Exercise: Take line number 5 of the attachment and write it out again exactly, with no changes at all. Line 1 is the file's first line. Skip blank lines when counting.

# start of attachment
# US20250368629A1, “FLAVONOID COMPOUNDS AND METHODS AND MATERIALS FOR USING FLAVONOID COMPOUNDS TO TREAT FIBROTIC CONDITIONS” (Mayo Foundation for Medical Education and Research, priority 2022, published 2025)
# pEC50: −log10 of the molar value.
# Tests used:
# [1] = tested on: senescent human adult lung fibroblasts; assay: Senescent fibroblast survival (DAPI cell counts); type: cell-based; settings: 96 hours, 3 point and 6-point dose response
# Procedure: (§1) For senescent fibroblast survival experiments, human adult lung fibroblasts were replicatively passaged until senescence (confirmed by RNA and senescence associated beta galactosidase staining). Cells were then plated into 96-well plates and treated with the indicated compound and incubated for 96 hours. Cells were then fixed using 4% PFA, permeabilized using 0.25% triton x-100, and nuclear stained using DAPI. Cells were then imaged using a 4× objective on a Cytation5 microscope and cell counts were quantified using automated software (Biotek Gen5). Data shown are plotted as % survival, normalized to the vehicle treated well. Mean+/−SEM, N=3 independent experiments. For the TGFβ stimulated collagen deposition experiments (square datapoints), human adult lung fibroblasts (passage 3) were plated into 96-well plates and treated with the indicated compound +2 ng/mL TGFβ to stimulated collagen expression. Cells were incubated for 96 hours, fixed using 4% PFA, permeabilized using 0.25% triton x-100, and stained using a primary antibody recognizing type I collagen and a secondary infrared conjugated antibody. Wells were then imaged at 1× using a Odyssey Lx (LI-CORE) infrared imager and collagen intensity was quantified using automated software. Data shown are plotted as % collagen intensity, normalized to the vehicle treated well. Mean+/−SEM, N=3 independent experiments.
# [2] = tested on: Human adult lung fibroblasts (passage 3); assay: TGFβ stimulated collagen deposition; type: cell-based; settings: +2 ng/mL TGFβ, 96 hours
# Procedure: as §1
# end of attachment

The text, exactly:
# Procedure: (§1) For senescent fibroblast survival experiments, human adult lung fibroblasts were replicatively passaged until senescence (confirmed by RNA and senescence associated beta galactosidase staining). Cells were then plated into 96-well plates and treated with the indicated compound and incubated for 96 hours. Cells were then fixed using 4% PFA, permeabilized using 0.25% triton x-100, and nuclear stained using DAPI. Cells were then imaged using a 4× objective on a Cytation5 microscope and cell counts were quantified using automated software (Biotek Gen5). Data shown are plotted as % survival, normalized to the vehicle treated well. Mean+/−SEM, N=3 independent experiments. For the TGFβ stimulated collagen deposition experiments (square datapoints), human adult lung fibroblasts (passage 3) were plated into 96-well plates and treated with the indicated compound +2 ng/mL TGFβ to stimulated collagen expression. Cells were incubated for 96 hours, fixed using 4% PFA, permeabilized using 0.25% triton x-100, and stained using a primary antibody recognizing type I collagen and a secondary infrared conjugated antibody. Wells were then imaged at 1× using a Odyssey Lx (LI-CORE) infrared imager and collagen intensity was quantified using automated software. Data shown are plotted as % collagen intensity, normalized to the vehicle treated well. Mean+/−SEM, N=3 independent experiments.